Early Negotiations

Government Code section 7267.2(a) states that “prior to adopting a resolution of necessity…and [before] initiating negotiations…” with the owner, the public entity must: (1) approve an appraisal; (2) make an offer to the owner no lower than the approved appraisal; and (3) include with the offer a summary of the basis for the offer.  That said, where the public agency is not planning to initiate an eminent domain action if the property cannot be acquired voluntarily, there is no duty to prepare and present a written appraisal summary to the owner that complies with Section 7267.2.

This principle is best illustrated in the case of Melamed v. City of Long Beach (1993) 15 Cal.App.4th 70.  In that case, the City of Long Beach negotiated the purchase and sale of property in the amount of $8 million without advising the owner that the City’s appraiser had valued it at $8,690,000.  After learning of the City’s appraisal, the owner sued to set aside the sale on grounds that the City violated Section 7267.2 of the Government Code.  The court found that the City acquired the property “in an ordinary purchase” (i.e., an “ordinary negotiated buy/sell agreement”), and that nothing in the course of the negotiations included elements necessary for the City to invoke its eminent domain power.  Accordingly, the court held that Section 7267.2 mandates an offer in the appraisal amount only by a “public entity planning to initiate eminent domain proceedings through a resolution of necessity.”  As such, the court ruled that Section 7267.2’s requirement, which demands that offers be no less than the agency’s appraisal, is inapplicable to an ordinary purchase of property by a public entity.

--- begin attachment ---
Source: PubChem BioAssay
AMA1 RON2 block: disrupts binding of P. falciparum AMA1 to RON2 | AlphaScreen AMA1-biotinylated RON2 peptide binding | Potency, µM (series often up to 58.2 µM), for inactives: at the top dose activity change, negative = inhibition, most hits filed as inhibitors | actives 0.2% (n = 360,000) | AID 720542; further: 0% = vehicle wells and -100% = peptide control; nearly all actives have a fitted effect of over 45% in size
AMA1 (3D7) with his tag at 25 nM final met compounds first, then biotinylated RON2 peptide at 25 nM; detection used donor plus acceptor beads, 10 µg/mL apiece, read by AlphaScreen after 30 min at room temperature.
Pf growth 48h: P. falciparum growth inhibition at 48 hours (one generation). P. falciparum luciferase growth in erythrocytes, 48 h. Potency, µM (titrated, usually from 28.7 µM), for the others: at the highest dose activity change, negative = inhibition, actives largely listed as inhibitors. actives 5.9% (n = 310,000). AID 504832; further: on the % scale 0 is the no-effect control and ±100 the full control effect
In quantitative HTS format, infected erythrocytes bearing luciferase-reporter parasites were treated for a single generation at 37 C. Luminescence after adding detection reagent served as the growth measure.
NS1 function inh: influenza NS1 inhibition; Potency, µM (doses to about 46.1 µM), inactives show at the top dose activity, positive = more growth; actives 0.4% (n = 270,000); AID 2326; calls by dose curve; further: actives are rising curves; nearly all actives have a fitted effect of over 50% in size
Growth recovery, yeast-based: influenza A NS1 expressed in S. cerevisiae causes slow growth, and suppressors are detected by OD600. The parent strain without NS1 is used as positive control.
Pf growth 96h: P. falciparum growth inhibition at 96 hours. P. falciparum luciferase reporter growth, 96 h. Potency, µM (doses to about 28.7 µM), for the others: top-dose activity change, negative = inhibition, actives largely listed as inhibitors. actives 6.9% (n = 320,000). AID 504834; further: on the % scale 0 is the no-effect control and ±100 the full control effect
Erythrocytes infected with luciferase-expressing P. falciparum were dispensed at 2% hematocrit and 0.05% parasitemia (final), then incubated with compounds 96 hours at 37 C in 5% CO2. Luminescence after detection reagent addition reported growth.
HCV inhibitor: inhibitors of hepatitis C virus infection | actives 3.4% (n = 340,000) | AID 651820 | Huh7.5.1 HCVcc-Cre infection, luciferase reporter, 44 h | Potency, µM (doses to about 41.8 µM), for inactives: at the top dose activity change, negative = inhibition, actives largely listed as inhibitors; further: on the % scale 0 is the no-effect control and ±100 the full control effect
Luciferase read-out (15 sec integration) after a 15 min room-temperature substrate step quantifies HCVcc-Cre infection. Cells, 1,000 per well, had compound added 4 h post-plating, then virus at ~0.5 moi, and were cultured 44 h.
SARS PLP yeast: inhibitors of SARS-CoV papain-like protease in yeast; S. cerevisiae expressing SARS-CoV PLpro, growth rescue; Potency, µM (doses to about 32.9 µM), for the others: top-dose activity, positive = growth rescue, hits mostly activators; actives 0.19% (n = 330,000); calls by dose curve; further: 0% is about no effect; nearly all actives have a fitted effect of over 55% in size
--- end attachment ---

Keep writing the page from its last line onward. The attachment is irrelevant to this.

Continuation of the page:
Based on the foregoing, if there exists the potential of a future eminent domain action, ROW staff should not negotiate with an owner for the purchase of the property before the agency has made a statutory written offer based upon an approved appraisal as required by Section 7267.2(a).  However, if the agency has no intention of condemning the property if it cannot be acquired voluntarily, staff may rely on a restricted use appraisal report, and there is no requirement that a summary of this report be provided to the property owner.  However, if the agency has no intention of condemning the property if it cannot be acquired voluntarily, staff may rely on a restricted use appraisal report, and there is no requirement that the agency purchase the property for the appraised amount or that a summary of the appraisal report be provided to the property owner.

 

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